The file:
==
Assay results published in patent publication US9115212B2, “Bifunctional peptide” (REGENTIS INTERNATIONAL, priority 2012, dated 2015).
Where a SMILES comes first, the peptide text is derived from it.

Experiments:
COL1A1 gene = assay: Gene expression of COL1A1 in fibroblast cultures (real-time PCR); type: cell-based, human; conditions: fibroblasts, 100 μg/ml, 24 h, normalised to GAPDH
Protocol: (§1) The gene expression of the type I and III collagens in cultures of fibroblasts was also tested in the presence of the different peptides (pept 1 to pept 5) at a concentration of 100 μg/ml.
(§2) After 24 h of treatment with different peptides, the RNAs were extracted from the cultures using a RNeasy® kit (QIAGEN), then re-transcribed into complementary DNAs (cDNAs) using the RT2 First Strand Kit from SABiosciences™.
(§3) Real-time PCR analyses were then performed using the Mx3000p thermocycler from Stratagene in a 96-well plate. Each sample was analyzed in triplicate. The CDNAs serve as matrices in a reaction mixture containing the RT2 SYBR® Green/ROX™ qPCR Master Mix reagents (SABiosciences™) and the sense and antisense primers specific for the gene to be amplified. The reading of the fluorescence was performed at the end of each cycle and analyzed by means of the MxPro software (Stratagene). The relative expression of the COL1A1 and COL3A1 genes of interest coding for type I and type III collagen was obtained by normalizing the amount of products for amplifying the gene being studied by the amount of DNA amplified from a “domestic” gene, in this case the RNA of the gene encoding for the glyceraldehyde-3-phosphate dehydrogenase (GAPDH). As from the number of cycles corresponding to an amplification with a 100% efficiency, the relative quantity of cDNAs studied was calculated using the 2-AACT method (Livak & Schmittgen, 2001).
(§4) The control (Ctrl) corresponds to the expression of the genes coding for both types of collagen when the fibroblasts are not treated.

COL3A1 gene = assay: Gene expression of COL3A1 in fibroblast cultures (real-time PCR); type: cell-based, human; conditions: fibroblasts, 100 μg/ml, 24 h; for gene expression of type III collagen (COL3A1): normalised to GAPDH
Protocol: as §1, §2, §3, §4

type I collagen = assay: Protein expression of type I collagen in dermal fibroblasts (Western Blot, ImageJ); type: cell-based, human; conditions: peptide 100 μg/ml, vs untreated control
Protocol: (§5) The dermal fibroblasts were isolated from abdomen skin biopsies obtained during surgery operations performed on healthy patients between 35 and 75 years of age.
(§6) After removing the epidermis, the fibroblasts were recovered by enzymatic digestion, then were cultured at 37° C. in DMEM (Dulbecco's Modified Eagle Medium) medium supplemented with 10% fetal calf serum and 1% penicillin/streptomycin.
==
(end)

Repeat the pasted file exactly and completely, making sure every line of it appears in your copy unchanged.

Assay results published in patent publication US9115212B2, “Bifunctional peptide” (REGENTIS INTERNATIONAL, priority 2012, dated 2015).
Where a SMILES comes first, the peptide text is derived from it.

Experiments:
COL1A1 gene = assay: Gene expression of COL1A1 in fibroblast cultures (real-time PCR); type: cell-based, human; conditions: fibroblasts, 100 μg/ml, 24 h, normalised to GAPDH
Protocol: (§1) The gene expression of the type I and III collagens in cultures of fibroblasts was also tested in the presence of the different peptides (pept 1 to pept 5) at a concentration of 100 μg/ml.
(§2) After 24 h of treatment with different peptides, the RNAs were extracted from the cultures using a RNeasy® kit (QIAGEN), then re-transcribed into complementary DNAs (cDNAs) using the RT2 First Strand Kit from SABiosciences™.
(§3) Real-time PCR analyses were then performed using the Mx3000p thermocycler from Stratagene in a 96-well plate. Each sample was analyzed in triplicate. The CDNAs serve as matrices in a reaction mixture containing the RT2 SYBR® Green/ROX™ qPCR Master Mix reagents (SABiosciences™) and the sense and antisense primers specific for the gene to be amplified. The reading of the fluorescence was performed at the end of each cycle and analyzed by means of the MxPro software (Stratagene). The relative expression of the COL1A1 and COL3A1 genes of interest coding for type I and type III collagen was obtained by normalizing the amount of products for amplifying the gene being studied by the amount of DNA amplified from a “domestic” gene, in this case the RNA of the gene encoding for the glyceraldehyde-3-phosphate dehydrogenase (GAPDH). As from the number of cycles corresponding to an amplification with a 100% efficiency, the relative quantity of cDNAs studied was calculated using the 2-AACT method (Livak & Schmittgen, 2001).
(§4) The control (Ctrl) corresponds to the expression of the genes coding for both types of collagen when the fibroblasts are not treated.

COL3A1 gene = assay: Gene expression of COL3A1 in fibroblast cultures (real-time PCR); type: cell-based, human; conditions: fibroblasts, 100 μg/ml, 24 h; for gene expression of type III collagen (COL3A1): normalised to GAPDH
Protocol: as §1, §2, §3, §4

type I collagen = assay: Protein expression of type I collagen in dermal fibroblasts (Western Blot, ImageJ); type: cell-based, human; conditions: peptide 100 μg/ml, vs untreated control
Protocol: (§5) The dermal fibroblasts were isolated from abdomen skin biopsies obtained during surgery operations performed on healthy patients between 35 and 75 years of age.
(§6) After removing the epidermis, the fibroblasts were recovered by enzymatic digestion, then were cultured at 37° C. in DMEM (Dulbecco's Modified Eagle Medium) medium supplemented with 10% fetal calf serum and 1% penicillin/streptomycin.